Thursday, July 19, 2018

Religious Leaders Condemn Family Separation

July 19, 2018
Dear Members of Congress,

As 500 faith leaders and 111 faith-based organizations across traditions, we write to express our unequivocal opposition to the administration’s “zero tolerance” policy that separates families and detains and prosecutes parents. We also stand against any proposal that would expand immigration detention, as family incarceration is not a solution to family separation. We are committed to humane immigration policies that reflect the values and expression of our faith to welcome the stranger and treat all human beings with dignity and respect. Instead of continuing unnecessary and immoral detention, deportation, and border militarization policies, we must carry on our nation’s proud history of hospitality and moral leadership.
As people of faith, our concern stems from shared values rooted in our sacred texts that remind us to love our neighbor and welcome the sojourner among us. As Leviticus 19:34 (CE) reminds us: “Any immigrant who lives with you must be treated as if they were one of your citizens. You must love them as yourself, because you were immigrants in the land of Egypt; I am the LORD your God.”
In many faith traditions, family is the fundamental unit in society through which individuals are able to grow and experience the love of God. Many of our faith traditions also call on us to safeguard the well-being of children in particular. Tearing children away from their parents, absent a documented child protection concern, is unconscionable. Equally troubling is the inhumane and cruel expansion of family incarceration that is plagued with systemic abuse and life-threatening inadequate access to health and medical care, especially for children, pregnant or nursing mothers, and others with serious medical conditions.

Counties Cancel ICE Detention Contracts

Counties Cancel ICE Detention Contracts

Wednesday, July 18, 2018

Hate Bias against Immigrants


Abuse motivated by hate and bias in U.S. immigration detention

Freedom for Immigrants (formerly known as CIVIC) released the first national study focusing on abuse motivated by hate and bias toward asylum seekers and other individuals in U.S. immigration detention.
“We are releasing this report at a critical moment in our nation’s history, when more parents and children are being thrown into immigrant prisons than ever before.  While the Trump administration is seeking to expand immigration detention by 15,000 new jails cells for mothers, fathers, and their children, abuse motivated by hate is flourishing with impunity,” said Christina Fialho, the co-founder/executive director of Freedom for Immigrants.
In its report, “Persecuted in U.S. Immigration Detention: A National Report on Abuse Motivated by Hate,” Freedom for Immigrants documented at least 800 complaints of abuse motivated by hate or bias in 34 immigrant jails and prisons since the inauguration of Donald Trump. For example, an individual detained in Southern Texas was called a “monkey” before being thrown into solitary confinement. In Louisiana, a woman reported that she received poor medical care as a result of her hijab and practicing her faith. A man detained in California reported not being let out of his cell and forced to shower in front of male officers due to his sexual orientation. As these stories show, often hateful language is accompanied by physical abuse, sexual harassment and denial of access to vital resources.

Tuesday, July 17, 2018

Judge Temporarily Halts Deportation of Reunified Families

Donde Están los Niños ?


JUDGE HALTS DEPORTATIONS OF REUNIFIED FAMILIES: U.S. District Court Judge Dana Sabraw on Monday issued a temporary freeze on deportations of migrant parents who have been reunified with their children, POLITICO's Ted Hesson reports.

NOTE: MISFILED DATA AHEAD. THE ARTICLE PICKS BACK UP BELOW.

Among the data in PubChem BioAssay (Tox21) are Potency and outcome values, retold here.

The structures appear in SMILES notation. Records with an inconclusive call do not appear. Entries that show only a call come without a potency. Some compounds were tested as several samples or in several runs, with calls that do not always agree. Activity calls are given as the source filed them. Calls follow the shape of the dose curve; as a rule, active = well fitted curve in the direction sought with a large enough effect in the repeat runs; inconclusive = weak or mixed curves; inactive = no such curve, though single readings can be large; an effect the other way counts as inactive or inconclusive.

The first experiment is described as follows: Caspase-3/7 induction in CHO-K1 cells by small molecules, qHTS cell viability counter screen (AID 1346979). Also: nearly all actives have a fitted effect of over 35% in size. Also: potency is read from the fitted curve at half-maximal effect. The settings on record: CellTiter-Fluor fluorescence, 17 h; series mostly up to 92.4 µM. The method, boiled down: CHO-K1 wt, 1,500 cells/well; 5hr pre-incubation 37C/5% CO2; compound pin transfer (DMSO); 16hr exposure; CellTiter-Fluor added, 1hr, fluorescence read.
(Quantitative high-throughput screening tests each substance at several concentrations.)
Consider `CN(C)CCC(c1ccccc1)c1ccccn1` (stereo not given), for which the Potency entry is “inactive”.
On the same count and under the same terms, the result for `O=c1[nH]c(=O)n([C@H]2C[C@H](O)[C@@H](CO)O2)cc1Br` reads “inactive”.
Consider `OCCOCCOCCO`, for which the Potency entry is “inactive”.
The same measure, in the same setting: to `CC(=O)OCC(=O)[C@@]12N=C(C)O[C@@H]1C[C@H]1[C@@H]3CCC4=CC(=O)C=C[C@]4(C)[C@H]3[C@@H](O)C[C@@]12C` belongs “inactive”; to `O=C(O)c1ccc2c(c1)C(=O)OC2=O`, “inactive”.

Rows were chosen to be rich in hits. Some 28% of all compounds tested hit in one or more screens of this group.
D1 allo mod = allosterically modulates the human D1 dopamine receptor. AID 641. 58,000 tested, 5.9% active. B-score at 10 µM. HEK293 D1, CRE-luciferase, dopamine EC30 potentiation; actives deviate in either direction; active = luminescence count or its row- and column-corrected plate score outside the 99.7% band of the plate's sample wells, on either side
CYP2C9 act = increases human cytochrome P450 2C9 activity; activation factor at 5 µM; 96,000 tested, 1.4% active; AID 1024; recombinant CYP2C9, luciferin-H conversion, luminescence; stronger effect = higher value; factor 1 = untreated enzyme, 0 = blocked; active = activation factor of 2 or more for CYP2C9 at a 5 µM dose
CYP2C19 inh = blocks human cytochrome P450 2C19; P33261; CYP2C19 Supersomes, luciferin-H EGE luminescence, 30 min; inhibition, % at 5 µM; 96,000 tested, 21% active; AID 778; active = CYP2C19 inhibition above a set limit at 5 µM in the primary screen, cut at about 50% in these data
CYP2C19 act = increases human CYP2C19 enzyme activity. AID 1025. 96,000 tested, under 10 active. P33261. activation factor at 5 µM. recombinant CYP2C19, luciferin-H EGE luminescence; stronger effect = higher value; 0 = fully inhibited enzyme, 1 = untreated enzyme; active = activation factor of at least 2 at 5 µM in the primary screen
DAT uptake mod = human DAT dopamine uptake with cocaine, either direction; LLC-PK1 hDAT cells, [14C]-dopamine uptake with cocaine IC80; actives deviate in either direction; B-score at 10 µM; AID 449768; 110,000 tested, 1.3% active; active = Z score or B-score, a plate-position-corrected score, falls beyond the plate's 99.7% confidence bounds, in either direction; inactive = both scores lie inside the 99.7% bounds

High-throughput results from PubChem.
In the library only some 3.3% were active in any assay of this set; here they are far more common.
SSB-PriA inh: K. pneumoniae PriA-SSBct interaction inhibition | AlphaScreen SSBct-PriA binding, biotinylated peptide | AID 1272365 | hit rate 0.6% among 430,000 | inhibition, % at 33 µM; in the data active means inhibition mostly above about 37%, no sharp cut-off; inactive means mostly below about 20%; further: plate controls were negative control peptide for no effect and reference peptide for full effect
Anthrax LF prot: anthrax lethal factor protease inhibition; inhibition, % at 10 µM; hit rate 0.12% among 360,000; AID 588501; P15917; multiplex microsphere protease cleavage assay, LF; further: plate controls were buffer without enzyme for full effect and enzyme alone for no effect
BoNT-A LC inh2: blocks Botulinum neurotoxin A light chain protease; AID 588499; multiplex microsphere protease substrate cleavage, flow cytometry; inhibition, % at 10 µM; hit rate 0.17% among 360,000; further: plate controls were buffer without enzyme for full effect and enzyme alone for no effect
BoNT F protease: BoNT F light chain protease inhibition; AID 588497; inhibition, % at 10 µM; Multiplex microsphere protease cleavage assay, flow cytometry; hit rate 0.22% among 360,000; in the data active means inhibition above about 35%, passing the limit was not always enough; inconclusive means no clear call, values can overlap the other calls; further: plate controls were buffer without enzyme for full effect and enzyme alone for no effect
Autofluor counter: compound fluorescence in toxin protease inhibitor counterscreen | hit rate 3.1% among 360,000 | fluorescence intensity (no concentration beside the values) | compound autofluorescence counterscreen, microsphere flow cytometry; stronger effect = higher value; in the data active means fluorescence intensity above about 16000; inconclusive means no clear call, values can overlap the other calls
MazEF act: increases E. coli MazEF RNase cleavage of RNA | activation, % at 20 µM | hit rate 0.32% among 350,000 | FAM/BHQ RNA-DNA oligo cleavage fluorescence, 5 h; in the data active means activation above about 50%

The ACLU, which represents plaintiffs in a class-action lawsuit over the separations, called on the judge earlier in the day to halt deportations of parents for seven days from the date of reunification. The Justice Department opposed that, and Sabraw ruled that deportations of parents must stop pending the resolution of the matter. The DOJ will have until July 23 (next Monday) to file a response.
The judge also vacated an earlier order that required the administration to provide the ACLU with 12-hour advance notice for every parent-child reunification. Sabraw said providing an initial list of "cleared" parents would be sufficient, but that the government should inform the plaintiffs of an imminent reunification when possible. 
Sabraw — who blasted a Friday court filing from Chris Meekins, deputy assistant secretary of preparedness and response for HHS — appeared satisfied with an updated reunification plan that HHS issued Sunday. The federal judge also praised Commander Jonathan White, a department official who traveled to San Diego to answer the judge's criticisms. "I have every confidence that you are the right person to do this," Sabraw told White in court. "When I hear your testimony and look at the plan, it provides a great deal of comfort."
What's next: The parties must submit a status report by Thursday at 6 p.m. EDT (3 p.m. PDT). They'll meet next in court on Friday at 4:30 p.m. EDT (1:30 p.m. PDT). Read more here.
Related case: U.S. District Judge Paul Friedman ordered the Trump administration on Monday to keep a Guatemalan migrant in the U.S. until she can be reunited with her nine-year old son, part of a case in which three Central American migrants held in Texas are suing the administration over its "zero tolerance" immigration policy, Renuka Rayasam reports for Morning Shift. An immigration judge last week found the woman didn't have a valid reason for asylum and ordered her deportation. Read the order here.
EXCLUSIVE: HARRIS LEADS REUNIFICATION BILL: Sens. Kamala Harris (D-Calif.), Jeff Merkley (D-Ore.) and Catherine Cortez Masto (D-Nev.) will introduce a bill today that would require the Trump administration to reunite children separated from parents at the border. Its odds of passage in the Republican-controlled Senate are slim, but for Harris and Merkley — both mentioned as possible 2020 presidential contenders — it's another way to protest Trump's immigration crackdown.